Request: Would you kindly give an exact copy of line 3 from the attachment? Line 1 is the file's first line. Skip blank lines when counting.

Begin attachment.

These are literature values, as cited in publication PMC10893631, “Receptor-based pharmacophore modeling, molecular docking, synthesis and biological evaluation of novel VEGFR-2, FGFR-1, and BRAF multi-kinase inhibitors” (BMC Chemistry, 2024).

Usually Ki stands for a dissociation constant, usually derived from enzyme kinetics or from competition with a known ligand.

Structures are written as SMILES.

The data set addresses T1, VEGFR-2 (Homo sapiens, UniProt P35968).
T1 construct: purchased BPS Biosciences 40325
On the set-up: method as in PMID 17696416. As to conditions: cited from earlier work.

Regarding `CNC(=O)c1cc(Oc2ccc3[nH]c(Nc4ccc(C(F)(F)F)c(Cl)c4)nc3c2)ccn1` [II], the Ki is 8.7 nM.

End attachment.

Structures are written as SMILES.